Max (age 14 months): "Ball!  Ball!  BallballballballballballballballballballballBALL!"  (Hey cut him some slack, he's only fourteen months, and only has about 6 words.  But it was pretty funny watching him throw the ball around the kitchen then run and pick it up, only to throw it again.)

I love my crazies.

Tuesday, January 19, 2010

Note to Self

Dear Self-

Next time, when you check the weather forecast, and the National Weather Service warns you that not only is there a major snowstorm coming, but heaviest snow is going to be from approximately 6-7am and center right on the highway you drive on at 7am on your way to violin lessons, do youself a favor:


Stay home, tucked safely in your bed, away from all things violin, music, and anything with the words "Parley's Canyon" and snow in them.  You will save yourself a five hour round trip with cranky kids, sore hands from squeezing the steering wheel to within an inch of its life, and several years' worth of twitching from PTSD any time the weather forecast has snow in it.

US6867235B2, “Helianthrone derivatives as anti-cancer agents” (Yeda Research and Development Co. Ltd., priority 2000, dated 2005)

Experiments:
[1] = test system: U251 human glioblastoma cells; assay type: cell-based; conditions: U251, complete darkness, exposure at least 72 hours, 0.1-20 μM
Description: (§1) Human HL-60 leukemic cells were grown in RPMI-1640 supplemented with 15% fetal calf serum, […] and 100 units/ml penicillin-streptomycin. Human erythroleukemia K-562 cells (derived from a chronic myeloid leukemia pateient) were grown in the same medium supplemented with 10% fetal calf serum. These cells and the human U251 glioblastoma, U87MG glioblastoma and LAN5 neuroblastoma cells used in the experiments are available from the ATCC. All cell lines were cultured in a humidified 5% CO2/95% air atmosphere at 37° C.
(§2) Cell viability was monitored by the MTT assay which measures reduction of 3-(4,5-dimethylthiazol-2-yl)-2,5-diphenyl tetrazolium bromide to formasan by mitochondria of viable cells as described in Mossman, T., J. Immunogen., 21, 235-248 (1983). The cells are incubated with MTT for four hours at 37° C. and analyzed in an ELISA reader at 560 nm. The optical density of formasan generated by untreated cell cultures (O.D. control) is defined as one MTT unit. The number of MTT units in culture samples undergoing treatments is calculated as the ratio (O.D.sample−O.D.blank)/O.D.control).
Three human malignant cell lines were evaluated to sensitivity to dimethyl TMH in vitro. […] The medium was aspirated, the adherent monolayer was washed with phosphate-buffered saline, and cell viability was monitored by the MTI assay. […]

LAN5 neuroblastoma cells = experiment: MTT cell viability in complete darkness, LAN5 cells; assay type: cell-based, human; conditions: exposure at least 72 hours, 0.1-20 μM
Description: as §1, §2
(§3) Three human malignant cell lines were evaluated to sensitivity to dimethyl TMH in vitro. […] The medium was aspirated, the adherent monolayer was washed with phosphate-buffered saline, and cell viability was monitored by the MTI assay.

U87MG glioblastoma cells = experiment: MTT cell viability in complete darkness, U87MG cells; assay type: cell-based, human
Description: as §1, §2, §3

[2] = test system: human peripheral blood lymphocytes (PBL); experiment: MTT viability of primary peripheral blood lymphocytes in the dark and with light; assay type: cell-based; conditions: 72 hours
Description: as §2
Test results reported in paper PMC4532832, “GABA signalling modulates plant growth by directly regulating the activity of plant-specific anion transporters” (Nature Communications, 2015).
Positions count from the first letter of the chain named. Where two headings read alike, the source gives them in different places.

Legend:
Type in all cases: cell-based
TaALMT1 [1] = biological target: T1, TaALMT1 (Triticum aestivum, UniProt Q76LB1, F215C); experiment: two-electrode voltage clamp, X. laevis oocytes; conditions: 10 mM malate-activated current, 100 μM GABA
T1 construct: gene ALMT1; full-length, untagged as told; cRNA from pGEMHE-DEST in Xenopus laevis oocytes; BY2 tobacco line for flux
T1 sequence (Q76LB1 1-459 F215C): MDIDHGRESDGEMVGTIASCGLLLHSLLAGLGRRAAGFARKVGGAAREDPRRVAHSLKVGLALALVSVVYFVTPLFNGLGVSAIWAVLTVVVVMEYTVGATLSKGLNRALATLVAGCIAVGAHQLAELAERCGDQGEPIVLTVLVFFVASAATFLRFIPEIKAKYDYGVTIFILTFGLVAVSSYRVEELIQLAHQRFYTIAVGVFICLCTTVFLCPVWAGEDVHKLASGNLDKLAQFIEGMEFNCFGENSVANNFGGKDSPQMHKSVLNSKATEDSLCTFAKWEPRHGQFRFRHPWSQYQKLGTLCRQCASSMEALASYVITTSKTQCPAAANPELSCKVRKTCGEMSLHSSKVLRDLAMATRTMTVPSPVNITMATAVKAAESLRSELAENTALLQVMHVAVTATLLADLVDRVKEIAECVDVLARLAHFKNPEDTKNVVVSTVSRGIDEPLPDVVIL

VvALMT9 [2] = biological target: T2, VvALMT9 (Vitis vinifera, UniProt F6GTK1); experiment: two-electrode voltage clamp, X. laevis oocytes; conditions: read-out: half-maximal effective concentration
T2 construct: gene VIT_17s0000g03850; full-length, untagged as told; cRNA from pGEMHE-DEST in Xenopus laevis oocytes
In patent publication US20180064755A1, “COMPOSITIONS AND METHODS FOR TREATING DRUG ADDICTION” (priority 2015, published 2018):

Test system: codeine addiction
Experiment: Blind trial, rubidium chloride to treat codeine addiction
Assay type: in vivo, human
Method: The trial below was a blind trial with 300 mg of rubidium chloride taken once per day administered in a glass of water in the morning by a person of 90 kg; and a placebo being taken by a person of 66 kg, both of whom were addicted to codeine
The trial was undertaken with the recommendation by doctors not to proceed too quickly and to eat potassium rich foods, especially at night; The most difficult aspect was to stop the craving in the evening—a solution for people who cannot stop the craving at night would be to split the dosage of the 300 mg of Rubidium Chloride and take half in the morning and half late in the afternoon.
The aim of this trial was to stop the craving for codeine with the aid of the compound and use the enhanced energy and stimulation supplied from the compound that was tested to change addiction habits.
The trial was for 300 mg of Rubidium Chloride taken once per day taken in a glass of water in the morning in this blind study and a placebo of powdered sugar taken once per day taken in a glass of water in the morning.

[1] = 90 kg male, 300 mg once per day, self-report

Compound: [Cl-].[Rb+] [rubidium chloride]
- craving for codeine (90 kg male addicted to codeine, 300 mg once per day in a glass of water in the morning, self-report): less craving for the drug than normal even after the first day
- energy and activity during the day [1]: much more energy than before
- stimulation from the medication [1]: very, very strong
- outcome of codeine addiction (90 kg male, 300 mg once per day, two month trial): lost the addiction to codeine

(Is it spring yet?)


Monday, January 18, 2010

Wonders Never Cease

Ladies and Gentlemen, boys and girls, I present to you my first ever pie made with homemade pie crust.  That's right.  I made a blueberry pie, including a crust from scratch.

I must be channeling my mom or something, because not only did I make a pie that would have made Betty Crocker weep because it was so good, but I also taught four violin lessons, practiced with my own daughter, (who is sounding pretty darn amazing on the Vivaldi concerto she's working on), did two loads of laundry, cleaned out my refrigerator, made a complete nutritionally balanced dinner, and prepped and taught Family Home Evening.